The Minister in Ecuador ( Gonzalez ) to the Secretary of State

No. 502

Sir: With reference to my despatch No. 489 of August 18, 1936,42 summarizing the interpretative regulations43 of the Ecuadorean law establishing a system of exchange control and licensing of imports, I have the honor to report that the importers of American merchandise and American interests in Ecuador are very apprehensive as to the manner in which this law will be enforced. Considerable concern is expressed with regard to Article 23 of the Regulations which provides that the Ministry of Finance must classify the different items of import as “indispensable, useful and superfluous”. Since the Commission has authority to refuse licenses for merchandise not of urgent necessity and as sufficient exchange will probably not be available for all purposes, importers of American automobiles, radios, electrical appliances and other articles which are considered as necessities in the United States, are convinced that these will be classified as superfluous or luxury items and, therefore, it will not be possible to obtain the necessary licenses for their importation. I realize that in the absence at this time of any denial of permission to import these items, the question is in the nature of a hypothetical one. However, it would be most helpful if the Department could give some indication as to what stand might be taken in the event that these articles are classified as luxuries and permission is refused for their importation.

It is anticipated that another problem will arise in connection with the remittances of American interests. The Department is aware that the electric plants in Guayaquil, Riobamba and Quito, and other important holdings in the country are owned by American interests. Also, the Singer Sewing Machine Company has been actively engaged in a time installment business during the past two years. These interests anticipate that their remittances will be restricted to negligible amounts and later when the control is lifted, as in the previous systems, they will be faced with liquidating their accumulated balances at a much lower rate with the consequent loss.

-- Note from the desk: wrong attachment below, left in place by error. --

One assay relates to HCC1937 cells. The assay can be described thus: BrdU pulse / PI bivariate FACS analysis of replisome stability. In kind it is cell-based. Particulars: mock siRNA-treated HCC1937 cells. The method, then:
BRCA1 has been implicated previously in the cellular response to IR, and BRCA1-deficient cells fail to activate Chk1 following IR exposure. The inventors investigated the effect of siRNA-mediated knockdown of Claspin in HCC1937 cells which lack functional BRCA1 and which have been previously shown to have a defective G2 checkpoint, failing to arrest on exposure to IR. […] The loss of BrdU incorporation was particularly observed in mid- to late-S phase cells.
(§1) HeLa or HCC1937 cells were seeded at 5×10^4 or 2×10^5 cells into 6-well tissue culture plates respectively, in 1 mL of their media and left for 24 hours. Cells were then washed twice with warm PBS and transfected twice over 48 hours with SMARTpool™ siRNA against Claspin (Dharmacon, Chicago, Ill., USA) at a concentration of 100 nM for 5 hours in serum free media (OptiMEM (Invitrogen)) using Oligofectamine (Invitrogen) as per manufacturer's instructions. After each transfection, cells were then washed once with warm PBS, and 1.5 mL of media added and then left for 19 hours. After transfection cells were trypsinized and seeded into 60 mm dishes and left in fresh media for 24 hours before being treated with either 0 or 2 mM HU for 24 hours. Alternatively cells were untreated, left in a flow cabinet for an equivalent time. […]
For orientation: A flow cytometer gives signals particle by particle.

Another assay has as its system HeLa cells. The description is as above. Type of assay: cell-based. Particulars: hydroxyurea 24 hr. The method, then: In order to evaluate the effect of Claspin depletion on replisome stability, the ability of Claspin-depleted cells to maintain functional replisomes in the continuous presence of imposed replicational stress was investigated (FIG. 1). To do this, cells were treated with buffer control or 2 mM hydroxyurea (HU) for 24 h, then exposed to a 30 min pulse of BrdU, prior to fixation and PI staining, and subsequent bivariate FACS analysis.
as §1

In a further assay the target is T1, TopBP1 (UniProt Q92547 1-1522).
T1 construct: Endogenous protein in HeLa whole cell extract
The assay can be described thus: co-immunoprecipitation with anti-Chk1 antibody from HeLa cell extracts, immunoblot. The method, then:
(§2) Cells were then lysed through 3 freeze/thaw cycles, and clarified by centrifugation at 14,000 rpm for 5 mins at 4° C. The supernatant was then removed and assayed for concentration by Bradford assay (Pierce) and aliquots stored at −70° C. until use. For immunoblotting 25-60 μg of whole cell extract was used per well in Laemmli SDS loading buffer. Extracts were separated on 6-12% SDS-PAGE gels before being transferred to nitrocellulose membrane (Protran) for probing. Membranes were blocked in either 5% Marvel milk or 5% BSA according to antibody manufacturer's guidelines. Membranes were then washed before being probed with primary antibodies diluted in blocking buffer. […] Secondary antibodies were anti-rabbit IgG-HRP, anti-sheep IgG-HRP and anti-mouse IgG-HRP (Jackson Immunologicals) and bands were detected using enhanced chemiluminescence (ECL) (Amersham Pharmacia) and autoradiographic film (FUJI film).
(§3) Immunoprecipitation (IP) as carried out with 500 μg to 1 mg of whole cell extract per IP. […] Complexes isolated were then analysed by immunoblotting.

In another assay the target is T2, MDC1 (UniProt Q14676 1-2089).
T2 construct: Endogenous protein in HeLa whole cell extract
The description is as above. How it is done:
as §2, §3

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The other two important American interests, namely, The South American Development Company and the subsidiary of the United Fruit Company, will probably experience, at least for the present, no appreciable difficulties. The former is exempted from the provisions of the control whereas the latter need only conduct its exchange transactions through the Central Bank.

It is not possible at this time to set forth the exact position of the Government as concerns its budgetary requirements, or of the country in the matter of its international balance of payments. However, it is indicative that very much concern is felt with regard to both of these problems. Incidentally, the financing of the expenses of the boundary negotiations44 in Washington is a major problem which is being solved temporarily by the sacrifice of other necessities.

It is openly said that the large purchases abroad of munitions (roughly estimated at US$2,000,000) are principally responsible for the present acute situation in fiscal finances as well as the foreign exchange value of the sucre. The Minister of Finance is reported to have said that the Government will suspend these contracts for the time being. He is said to have added that this measure is necessary not only for reasons of international exchange, but also because of the excessive budget deficit. In this latter connection a very difficult situation appears to have already developed in that the armed forces are said not to have been paid during the past thirty days (payments of salaries are made ordinarily every ten days). There have been indications that the Government may correct this deficiency by borrowing from the Central Bank. This is a step, however, that it has been loath to take because of the consequent repercussions on the general political situation. Nevertheless, it would appear that the continued failure to make the scheduled payments to the armed forces would imminently endanger stability.

Respectfully yours,

Antonio C. Gonzalez
  1. Not printed.
  2. The regulations of August 15 are published in Registro Oficial, August 19, 1936, p. 105.
  3. See pp. 106 ff.